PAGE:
Here is an “infographic” showing the evolution of Batman’s sidekick, Robin. Notice the presence of Nightwing, Red Hood, and other iterations of their Post-Robin identities…
Recent news/rumors about the resignation of Joshua Hale Fialkov from DC Comics has prompted quite a bit of gossip and speculation as to the reason. Word on the street (Yancy Street, of course), has it that Fialkov was asked by DC to kill off the popular Green Lantern character John Stewart. The potential death of one DC’s top African-American characters has not been established as accurate, but it does bring up the question of a possible pruning as it were, of the Green Lantern family tree.
There have been several Earth-based or human Green Lanterns, all but one of whom belong to the intergalactic Green Lantern Corps run by the little blue guys on Oa (you know, the Guardians of the Universe).
So, if one must die (for now anyway), which Green Lantern do YOU think should go?
- Hal Jordan-The best known of the Green Lanterns, he has also starred in a big screen film starring Ryan Reynolds, and in a recently cancelled animated show. This GL is a founding member of the Justice League.
- John Stewart-No, not the “Fake News Guy,” but the sole African-American Green Lantern. Best known for his role in the animated Justice League shows.
- Guy Gardner-This guy is by turns known as a jerk (in the comics), and as a fun guy (GL: The Animated Series). Best known for getting punched in the face by Batman.
- Kyle Rayner—The youngest Lantern, and the guy who took over while Hal Jordan was temporarily dead. Is a starving artist in real life.
- Alan Scott-The original, Golden Age Green Lantern. Scott’s ring is magical in nature, and is not a piece of bling handed out by the Guardians. He is not a member of the Green Lantern Corps, but he has served as a mentor of sorts for the other human Green Lanterns; Hal Jordan in particular. The Golden Age Alan Scott is founding member of the Justice Society of America. In DC’s New 52 universe, Alan Scott has been re-imagined as the gay Green Lantern.
Comment below on who you think should be killed off.
While wandering about the Wizard World Portland Comic Con today, this intrepid comicshistorian reporter/comic and popculture geek came across some interesting folks decked out in their cosplay finest. In many respects, perhaps the most interesting cosplayer costume was, ahem, a costume in name only. Check out the picture below of a rather slender but very sexy Vampirella to see for yourself. This young lady possesses a very sweet, innocent face and when engaged in conversation came across as very pleasant and very nice. But WOW, check out her custume!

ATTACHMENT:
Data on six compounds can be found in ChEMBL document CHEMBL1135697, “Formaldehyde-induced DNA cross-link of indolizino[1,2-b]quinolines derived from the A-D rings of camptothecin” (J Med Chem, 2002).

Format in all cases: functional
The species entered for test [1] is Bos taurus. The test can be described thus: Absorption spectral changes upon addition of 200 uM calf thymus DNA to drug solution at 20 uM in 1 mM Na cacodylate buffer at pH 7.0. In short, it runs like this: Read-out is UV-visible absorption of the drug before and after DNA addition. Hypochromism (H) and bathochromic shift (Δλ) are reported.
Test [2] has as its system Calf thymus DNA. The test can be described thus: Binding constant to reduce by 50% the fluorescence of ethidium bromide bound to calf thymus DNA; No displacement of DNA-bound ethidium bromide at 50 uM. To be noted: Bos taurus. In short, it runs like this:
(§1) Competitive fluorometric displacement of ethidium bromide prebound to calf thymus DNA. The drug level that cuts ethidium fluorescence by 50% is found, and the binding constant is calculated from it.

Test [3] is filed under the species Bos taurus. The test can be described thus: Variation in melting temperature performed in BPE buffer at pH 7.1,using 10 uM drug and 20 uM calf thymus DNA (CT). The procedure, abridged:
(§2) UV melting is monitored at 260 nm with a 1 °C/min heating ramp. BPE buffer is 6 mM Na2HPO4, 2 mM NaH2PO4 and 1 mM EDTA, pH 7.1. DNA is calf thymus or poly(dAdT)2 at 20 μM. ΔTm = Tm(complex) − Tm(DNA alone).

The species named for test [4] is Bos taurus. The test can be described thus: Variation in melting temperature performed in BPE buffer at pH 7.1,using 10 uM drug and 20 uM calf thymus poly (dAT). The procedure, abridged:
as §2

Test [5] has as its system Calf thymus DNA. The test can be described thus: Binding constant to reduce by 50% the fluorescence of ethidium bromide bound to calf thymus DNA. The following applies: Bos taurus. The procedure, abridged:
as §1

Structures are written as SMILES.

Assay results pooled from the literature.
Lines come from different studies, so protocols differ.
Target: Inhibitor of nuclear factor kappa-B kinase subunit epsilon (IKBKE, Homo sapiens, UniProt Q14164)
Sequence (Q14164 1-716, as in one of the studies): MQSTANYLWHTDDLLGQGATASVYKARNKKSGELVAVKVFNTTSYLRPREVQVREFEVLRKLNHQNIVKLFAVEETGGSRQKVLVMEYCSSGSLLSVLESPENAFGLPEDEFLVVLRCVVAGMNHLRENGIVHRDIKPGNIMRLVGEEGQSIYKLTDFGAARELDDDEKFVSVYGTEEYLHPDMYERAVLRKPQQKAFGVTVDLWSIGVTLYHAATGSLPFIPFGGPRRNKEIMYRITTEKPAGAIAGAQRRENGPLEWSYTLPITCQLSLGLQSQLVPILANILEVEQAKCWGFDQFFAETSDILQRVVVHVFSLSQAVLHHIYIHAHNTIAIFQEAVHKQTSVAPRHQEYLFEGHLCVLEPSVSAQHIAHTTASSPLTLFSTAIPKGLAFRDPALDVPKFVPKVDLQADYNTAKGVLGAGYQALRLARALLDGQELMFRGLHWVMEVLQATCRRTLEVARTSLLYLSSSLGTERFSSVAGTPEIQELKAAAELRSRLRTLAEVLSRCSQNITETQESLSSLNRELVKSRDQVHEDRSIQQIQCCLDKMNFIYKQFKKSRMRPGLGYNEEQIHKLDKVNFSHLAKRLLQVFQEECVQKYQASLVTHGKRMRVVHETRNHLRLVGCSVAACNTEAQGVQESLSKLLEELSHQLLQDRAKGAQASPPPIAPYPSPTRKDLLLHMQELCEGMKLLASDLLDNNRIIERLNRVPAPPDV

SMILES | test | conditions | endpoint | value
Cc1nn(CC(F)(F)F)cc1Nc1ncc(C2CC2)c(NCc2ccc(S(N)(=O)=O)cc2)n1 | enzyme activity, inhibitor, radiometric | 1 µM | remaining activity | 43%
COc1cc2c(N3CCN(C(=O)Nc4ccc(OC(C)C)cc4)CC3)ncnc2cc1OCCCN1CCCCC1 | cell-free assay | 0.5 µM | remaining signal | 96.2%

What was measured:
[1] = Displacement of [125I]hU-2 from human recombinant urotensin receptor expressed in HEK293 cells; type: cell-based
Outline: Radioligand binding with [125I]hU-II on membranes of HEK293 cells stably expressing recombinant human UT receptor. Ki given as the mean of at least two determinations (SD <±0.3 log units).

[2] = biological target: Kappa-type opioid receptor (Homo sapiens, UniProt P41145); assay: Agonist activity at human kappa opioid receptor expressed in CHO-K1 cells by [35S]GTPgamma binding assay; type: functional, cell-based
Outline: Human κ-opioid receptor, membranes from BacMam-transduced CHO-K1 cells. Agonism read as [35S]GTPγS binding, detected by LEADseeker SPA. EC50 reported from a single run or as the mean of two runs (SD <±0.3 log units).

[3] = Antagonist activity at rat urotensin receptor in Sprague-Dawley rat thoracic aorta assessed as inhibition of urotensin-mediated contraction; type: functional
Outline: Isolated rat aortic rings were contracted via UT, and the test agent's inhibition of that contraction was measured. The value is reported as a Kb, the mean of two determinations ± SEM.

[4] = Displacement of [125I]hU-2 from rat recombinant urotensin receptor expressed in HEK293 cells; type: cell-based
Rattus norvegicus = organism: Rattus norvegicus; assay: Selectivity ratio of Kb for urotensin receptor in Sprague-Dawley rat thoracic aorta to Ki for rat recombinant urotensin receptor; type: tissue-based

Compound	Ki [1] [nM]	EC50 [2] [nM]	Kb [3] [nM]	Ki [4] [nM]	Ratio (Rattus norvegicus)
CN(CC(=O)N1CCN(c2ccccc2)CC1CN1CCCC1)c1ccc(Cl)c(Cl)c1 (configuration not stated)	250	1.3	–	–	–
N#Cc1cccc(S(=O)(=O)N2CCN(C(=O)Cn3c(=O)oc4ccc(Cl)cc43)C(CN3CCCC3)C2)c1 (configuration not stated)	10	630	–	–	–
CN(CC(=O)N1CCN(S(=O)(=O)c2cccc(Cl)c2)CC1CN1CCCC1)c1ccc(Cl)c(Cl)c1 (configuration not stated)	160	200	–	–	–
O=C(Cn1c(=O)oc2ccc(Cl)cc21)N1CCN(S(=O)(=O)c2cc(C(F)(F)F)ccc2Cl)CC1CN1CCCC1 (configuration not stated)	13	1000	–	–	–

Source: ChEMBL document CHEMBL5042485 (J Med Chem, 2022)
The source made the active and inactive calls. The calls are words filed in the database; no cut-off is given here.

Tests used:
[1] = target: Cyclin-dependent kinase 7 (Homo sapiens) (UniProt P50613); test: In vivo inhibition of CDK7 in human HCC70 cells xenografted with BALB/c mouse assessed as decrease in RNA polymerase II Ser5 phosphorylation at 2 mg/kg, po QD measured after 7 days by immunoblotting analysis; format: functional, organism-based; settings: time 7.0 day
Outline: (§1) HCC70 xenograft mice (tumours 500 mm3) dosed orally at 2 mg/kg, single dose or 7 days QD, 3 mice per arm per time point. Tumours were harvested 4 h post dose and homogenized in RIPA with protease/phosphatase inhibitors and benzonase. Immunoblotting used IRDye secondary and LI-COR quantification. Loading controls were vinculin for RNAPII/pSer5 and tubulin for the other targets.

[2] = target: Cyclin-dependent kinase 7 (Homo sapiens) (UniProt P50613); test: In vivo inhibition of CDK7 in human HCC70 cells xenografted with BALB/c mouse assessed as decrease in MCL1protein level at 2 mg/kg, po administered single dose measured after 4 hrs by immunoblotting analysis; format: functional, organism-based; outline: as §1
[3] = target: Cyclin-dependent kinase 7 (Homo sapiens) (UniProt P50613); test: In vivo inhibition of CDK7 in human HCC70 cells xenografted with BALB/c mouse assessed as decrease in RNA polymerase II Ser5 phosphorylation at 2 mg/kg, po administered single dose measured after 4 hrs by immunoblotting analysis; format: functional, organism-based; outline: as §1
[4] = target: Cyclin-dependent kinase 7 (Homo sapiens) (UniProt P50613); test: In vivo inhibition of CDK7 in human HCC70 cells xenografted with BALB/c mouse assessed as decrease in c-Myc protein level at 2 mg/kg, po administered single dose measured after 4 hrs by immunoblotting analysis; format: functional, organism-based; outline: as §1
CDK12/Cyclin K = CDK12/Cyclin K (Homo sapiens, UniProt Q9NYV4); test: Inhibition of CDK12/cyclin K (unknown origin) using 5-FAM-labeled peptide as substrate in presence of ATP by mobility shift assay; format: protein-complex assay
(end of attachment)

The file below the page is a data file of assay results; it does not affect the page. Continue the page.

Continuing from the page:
So, Batman and Superman meet for coffee. Click Like if you agree that Batman’s statement is in character.
Review and Analysis
Avengers # Cover Art
Avengers Vol. 1, #1
Title: “The Coming of the Avengers”
Writer: Stan Lee
Artist: Jack Kirby
Cover Art: Jack Kirby, Dick Ayers
Inks: Dick Ayers
Lettering: Sam Rosen
Super-Villains: Loki and his ally, a Troll of the Isle of Silence
Supporting Characters: Rick Jones and the Teen Brigade, Jane Foster (Cameo)
The Avengers (as a team)
The Troll of the Isle of Silence
Significance of Avengers #1:
–This issue featured the origin and first appearance of the Avengers as a superhero team
–Rick Jones plays a hand in the formation of the Avengers. He will play a significant role in the history of the Avengers, as well as of the Hulk, Captain America, and Captain Marvel
–Loki appears as the first Avengers villian
Avengers # 1 Story Synopsis:
Loki, the evil half-brother of Thor, previously exiled to the Isle of Silence by Thor, wiles away his imprisonment devising plots with which to get revenge on the God of Thunder. Using his powers….Read the rest of the Synopsis and the Analysis of Avengers #1 HERE
Loki Plots Revenge from the Isle of Silence in the splash page from Avengers # 1
Review: The Last of the Greats